The Perfect Aussie Surprise – Danger 5 Reviewed

25 May
Danger 5, assemble!

Danger 5, assemble!

When we’re not talking about video games on this site, we gravitate toward campy, cheesy entertainment. You know, the good kind of bad. Those typically work best in movies, which are nice and short. TV shows tend to run longer (even Firefly), and attempts at campy and cheesy tend to become the bad kind of bad. There are always exceptions (Lexx), but it’s been a long time since a series even approached the lofty plateau of gleefully stupid and still remained watchable.

Welcome to the club, Danger 5.

I hadn’t even heard of this show until I saw it on my Netflix stream, and one fateful, boring night I decided to give it a chance. I suspected this was something special from the opening scene, when Nazi zeppelins (held up by visible strings), stole the Eiffel Tower as French onlookers were gunned down by a group of German soldiers – led by a talking dog puppet.

I knew I was in love once I realized that was the least insane scene in the episode.

Danger 5 is an action comedy from Australia – home of fighting wine, spider paratroopers, and every deadly animal known to man. It’s World War II by way of the campiest bits from 60’s television, with special effects straight out of the Thunderbirds. The show follows an elite team of five international agents, given orders by a anthropomorphic bald eagle, as they tackle floating nations, dinosaurs, and giant robots in an attempt to kill Hitler.

Seriously, this guy’s in charge…

And it all works.

I’m not sure I can adequately describe how utterly batshit crazy this show is – or how fun it is to watch. The plots are nonsensical but oddly consistent, and the actors attack the material with a gusto that makes it all the more enjoyable. The humor is broad, subtle, and random – all at the same time. An egg-timer on the wrist lets one knock out enemies for the time he sets it to. Whenever someone gets shot they rasp out a mixed drink recipe to Pierre with their dying breath. And Ilsa, the Soviet member of the team, never speaks a word of English.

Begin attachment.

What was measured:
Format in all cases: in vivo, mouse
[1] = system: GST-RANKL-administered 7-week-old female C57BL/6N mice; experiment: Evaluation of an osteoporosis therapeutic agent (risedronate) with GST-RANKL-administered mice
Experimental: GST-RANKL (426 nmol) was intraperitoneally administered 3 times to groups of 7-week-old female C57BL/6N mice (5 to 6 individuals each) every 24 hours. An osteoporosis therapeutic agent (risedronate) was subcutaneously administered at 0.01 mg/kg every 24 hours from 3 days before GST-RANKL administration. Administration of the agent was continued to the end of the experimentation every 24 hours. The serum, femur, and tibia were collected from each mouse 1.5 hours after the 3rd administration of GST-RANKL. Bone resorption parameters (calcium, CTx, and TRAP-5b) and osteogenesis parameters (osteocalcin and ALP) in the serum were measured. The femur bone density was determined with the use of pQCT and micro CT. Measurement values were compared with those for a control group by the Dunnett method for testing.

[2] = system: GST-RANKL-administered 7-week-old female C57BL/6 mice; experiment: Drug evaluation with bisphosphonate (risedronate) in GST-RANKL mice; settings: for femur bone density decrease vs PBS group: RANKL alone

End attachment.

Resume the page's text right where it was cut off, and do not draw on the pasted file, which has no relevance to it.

Also, we find out that Stalin’s mustache doubled as a very comfortable lounge. So it’s not just funny, it’s educational.

Series one is nearly pitch-perfect, which makes the downturn in series two all the more noticeable. The era moves from the 60’s to the 70’s (or 80’s – honestly, those decades were all a blur), and the team falls into the Britta Zone (for the non-Community lovers out there, I’m talking about characters becoming more one-dimensional as the series goes on). I’m not saying the season was a loss, or wasn’t funny. It just didn’t feel quite as fresh – or as perfect – as the first.

If you like insane humor, then run (don’t walk) to your nearest streaming device and watch this show – at the very least for that magical first series.

9 parts campy out of 10 parts cheesy. Add… a dash of insane. The perfect… Geeky… Sunrise…… X_X

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